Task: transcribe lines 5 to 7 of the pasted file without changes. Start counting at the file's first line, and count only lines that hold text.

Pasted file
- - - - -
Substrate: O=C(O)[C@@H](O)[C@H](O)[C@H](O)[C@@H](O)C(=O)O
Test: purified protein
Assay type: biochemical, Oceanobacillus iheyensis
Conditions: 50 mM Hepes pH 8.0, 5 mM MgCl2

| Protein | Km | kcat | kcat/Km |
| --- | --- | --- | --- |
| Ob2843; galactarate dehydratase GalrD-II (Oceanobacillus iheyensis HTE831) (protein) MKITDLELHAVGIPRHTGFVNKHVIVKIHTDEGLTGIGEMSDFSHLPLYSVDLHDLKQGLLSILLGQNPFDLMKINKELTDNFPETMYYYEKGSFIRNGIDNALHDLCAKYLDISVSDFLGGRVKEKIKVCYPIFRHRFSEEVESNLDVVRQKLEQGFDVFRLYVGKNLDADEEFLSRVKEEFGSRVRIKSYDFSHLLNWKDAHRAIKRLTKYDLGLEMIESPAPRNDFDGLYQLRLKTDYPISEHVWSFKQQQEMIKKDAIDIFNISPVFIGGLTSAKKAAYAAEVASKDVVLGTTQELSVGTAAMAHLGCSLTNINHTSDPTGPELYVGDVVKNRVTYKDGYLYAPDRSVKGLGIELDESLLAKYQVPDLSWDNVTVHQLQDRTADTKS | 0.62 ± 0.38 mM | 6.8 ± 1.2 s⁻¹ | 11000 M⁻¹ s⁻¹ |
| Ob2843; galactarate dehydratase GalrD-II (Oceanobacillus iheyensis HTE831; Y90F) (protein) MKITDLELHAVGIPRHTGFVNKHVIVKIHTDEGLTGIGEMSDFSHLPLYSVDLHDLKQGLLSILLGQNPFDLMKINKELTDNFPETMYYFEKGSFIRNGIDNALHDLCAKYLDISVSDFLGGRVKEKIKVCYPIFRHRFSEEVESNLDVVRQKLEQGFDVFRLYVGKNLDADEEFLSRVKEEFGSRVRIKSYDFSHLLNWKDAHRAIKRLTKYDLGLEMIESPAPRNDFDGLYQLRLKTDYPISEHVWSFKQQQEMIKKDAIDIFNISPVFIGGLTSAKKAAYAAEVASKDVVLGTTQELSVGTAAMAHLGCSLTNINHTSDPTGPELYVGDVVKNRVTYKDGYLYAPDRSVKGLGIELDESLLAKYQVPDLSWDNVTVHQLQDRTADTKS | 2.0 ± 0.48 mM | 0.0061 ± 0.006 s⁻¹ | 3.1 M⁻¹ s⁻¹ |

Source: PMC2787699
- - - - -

| Protein | Km | kcat | kcat/Km |
| --- | --- | --- | --- |
| Ob2843; galactarate dehydratase GalrD-II (Oceanobacillus iheyensis HTE831) (protein) MKITDLELHAVGIPRHTGFVNKHVIVKIHTDEGLTGIGEMSDFSHLPLYSVDLHDLKQGLLSILLGQNPFDLMKINKELTDNFPETMYYYEKGSFIRNGIDNALHDLCAKYLDISVSDFLGGRVKEKIKVCYPIFRHRFSEEVESNLDVVRQKLEQGFDVFRLYVGKNLDADEEFLSRVKEEFGSRVRIKSYDFSHLLNWKDAHRAIKRLTKYDLGLEMIESPAPRNDFDGLYQLRLKTDYPISEHVWSFKQQQEMIKKDAIDIFNISPVFIGGLTSAKKAAYAAEVASKDVVLGTTQELSVGTAAMAHLGCSLTNINHTSDPTGPELYVGDVVKNRVTYKDGYLYAPDRSVKGLGIELDESLLAKYQVPDLSWDNVTVHQLQDRTADTKS | 0.62 ± 0.38 mM | 6.8 ± 1.2 s⁻¹ | 11000 M⁻¹ s⁻¹ |